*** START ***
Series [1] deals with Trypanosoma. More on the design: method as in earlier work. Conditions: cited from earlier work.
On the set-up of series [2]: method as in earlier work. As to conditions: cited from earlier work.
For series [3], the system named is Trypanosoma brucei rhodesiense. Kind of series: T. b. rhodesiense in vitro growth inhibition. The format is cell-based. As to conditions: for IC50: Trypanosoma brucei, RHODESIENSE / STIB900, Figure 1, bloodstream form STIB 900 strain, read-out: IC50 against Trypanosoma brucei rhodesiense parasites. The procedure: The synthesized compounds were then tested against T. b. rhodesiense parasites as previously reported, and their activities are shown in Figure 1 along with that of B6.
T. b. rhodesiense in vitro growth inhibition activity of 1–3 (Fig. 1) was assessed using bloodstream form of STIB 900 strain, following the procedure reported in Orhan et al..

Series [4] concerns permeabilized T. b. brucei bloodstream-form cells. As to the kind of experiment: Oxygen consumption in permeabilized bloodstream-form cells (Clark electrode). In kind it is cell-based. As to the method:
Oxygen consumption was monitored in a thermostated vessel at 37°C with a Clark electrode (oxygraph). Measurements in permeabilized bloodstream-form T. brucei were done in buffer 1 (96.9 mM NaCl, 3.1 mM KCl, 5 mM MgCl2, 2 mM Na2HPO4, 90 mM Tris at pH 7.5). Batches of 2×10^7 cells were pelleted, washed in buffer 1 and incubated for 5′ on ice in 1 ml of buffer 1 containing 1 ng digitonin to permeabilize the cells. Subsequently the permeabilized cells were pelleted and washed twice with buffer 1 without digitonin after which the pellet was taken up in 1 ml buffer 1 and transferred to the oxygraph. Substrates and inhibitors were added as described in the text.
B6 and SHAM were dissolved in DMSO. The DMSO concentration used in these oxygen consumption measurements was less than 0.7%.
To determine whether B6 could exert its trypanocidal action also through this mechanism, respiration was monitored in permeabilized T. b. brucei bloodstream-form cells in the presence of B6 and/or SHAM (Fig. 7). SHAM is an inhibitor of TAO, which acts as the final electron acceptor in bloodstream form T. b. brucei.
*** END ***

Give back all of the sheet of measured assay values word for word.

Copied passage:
Series [1] deals with Trypanosoma. More on the design: method as in earlier work. Conditions: cited from earlier work.
On the set-up of series [2]: method as in earlier work. As to conditions: cited from earlier work.
For series [3], the system named is Trypanosoma brucei rhodesiense. Kind of series: T. b. rhodesiense in vitro growth inhibition. The format is cell-based. As to conditions: for IC50: Trypanosoma brucei, RHODESIENSE / STIB900, Figure 1, bloodstream form STIB 900 strain, read-out: IC50 against Trypanosoma brucei rhodesiense parasites. The procedure: The synthesized compounds were then tested against T. b. rhodesiense parasites as previously reported, and their activities are shown in Figure 1 along with that of B6.
T. b. rhodesiense in vitro growth inhibition activity of 1–3 (Fig. 1) was assessed using bloodstream form of STIB 900 strain, following the procedure reported in Orhan et al..

Series [4] concerns permeabilized T. b. brucei bloodstream-form cells. As to the kind of experiment: Oxygen consumption in permeabilized bloodstream-form cells (Clark electrode). In kind it is cell-based. As to the method:
Oxygen consumption was monitored in a thermostated vessel at 37°C with a Clark electrode (oxygraph). Measurements in permeabilized bloodstream-form T. brucei were done in buffer 1 (96.9 mM NaCl, 3.1 mM KCl, 5 mM MgCl2, 2 mM Na2HPO4, 90 mM Tris at pH 7.5). Batches of 2×10^7 cells were pelleted, washed in buffer 1 and incubated for 5′ on ice in 1 ml of buffer 1 containing 1 ng digitonin to permeabilize the cells. Subsequently the permeabilized cells were pelleted and washed twice with buffer 1 without digitonin after which the pellet was taken up in 1 ml buffer 1 and transferred to the oxygraph. Substrates and inhibitors were added as described in the text.
B6 and SHAM were dissolved in DMSO. The DMSO concentration used in these oxygen consumption measurements was less than 0.7%.
To determine whether B6 could exert its trypanocidal action also through this mechanism, respiration was monitored in permeabilized T. b. brucei bloodstream-form cells in the presence of B6 and/or SHAM (Fig. 7). SHAM is an inhibitor of TAO, which acts as the final electron acceptor in bloodstream form T. b. brucei.